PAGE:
For all JavaScript’s prominence as the lingua franca of Web development, there are an awful lot of developers who don’t like it a whole lot, and as a result, a great many efforts to produce something better.

As is typical among programmers, nobody can quite agree on which bits of JavaScript are the problem. For some, JavaScript is mostly good enough, just a little awkward and ugly to write, so we have, for example, the popular CoffeeScript language. CoffeeScript makes a lot of changes to JavaScript’s syntax, and uses JavaScript’s object-oriented capabilities in a particular way, but doesn’t fundamentally alter the way the language works.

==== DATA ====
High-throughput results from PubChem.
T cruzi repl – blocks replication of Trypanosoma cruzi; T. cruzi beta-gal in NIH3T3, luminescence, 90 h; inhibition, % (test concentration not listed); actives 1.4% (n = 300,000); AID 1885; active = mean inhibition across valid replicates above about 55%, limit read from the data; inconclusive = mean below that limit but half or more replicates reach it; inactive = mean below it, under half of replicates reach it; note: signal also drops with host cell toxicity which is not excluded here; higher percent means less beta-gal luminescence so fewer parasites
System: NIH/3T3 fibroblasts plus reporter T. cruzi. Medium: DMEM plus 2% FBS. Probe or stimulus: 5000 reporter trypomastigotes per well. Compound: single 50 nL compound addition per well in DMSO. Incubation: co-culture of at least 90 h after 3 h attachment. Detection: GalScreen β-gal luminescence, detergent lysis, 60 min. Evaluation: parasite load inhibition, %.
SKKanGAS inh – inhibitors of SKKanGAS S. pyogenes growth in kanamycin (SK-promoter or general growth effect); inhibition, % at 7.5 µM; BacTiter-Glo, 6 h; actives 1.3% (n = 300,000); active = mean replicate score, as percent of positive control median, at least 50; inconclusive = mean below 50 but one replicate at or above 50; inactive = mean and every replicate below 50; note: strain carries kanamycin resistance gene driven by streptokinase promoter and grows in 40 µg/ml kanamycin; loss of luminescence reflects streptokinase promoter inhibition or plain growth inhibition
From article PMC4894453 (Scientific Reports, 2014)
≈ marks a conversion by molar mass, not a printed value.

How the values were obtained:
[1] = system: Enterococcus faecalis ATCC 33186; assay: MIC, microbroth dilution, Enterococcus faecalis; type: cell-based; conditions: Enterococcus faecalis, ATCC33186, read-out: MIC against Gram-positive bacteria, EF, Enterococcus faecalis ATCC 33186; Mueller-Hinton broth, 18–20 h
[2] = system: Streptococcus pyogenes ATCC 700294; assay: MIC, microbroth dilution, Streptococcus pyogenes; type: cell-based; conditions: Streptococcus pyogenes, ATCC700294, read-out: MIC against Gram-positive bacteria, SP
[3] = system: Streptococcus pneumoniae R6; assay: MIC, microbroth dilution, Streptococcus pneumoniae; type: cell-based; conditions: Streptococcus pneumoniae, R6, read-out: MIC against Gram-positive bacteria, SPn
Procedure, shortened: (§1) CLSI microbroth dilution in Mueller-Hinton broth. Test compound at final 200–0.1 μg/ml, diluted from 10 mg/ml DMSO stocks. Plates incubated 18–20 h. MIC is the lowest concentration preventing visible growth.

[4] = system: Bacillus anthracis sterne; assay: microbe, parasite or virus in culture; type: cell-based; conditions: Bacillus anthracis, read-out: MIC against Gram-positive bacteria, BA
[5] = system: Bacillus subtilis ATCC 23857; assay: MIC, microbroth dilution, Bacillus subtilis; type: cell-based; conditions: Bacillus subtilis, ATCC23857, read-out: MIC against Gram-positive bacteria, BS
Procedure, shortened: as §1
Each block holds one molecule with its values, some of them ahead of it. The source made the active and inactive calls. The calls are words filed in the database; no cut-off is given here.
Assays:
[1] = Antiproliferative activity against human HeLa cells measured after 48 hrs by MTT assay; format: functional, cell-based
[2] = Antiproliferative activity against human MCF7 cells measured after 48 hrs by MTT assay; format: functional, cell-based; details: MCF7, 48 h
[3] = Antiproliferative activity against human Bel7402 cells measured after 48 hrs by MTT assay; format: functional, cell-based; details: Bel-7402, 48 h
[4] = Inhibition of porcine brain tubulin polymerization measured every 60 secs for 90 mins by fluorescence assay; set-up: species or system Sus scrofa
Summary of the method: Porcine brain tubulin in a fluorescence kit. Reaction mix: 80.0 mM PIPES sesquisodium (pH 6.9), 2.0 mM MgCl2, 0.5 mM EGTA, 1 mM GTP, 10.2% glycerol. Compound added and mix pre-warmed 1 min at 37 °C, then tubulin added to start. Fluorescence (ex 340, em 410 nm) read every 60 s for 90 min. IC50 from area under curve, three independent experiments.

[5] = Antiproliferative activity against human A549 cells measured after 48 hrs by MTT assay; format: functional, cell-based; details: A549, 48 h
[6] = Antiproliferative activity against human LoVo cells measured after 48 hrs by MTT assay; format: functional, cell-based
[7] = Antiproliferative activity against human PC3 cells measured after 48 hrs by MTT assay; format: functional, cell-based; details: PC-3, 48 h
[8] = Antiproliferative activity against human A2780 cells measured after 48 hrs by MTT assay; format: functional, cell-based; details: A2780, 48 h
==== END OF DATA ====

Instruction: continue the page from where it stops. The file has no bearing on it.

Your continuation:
Others think that the semantics of the language (the rules governing its behavior) are a problem too, so we have projects like Google’s Dart, which offer both new syntax and behavior. And then there are the things like Google Web Toolkit (GWT) and Script#, which adopt wholesale the language and behavior of, respectively, Java and C#, merely compiling to JavaScript for actual execution.

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via Ars Technica » Technology Lab http://feeds.arstechnica.com/~r/arstechnica/technology-lab/~3/xZ2OZoXdrU8/

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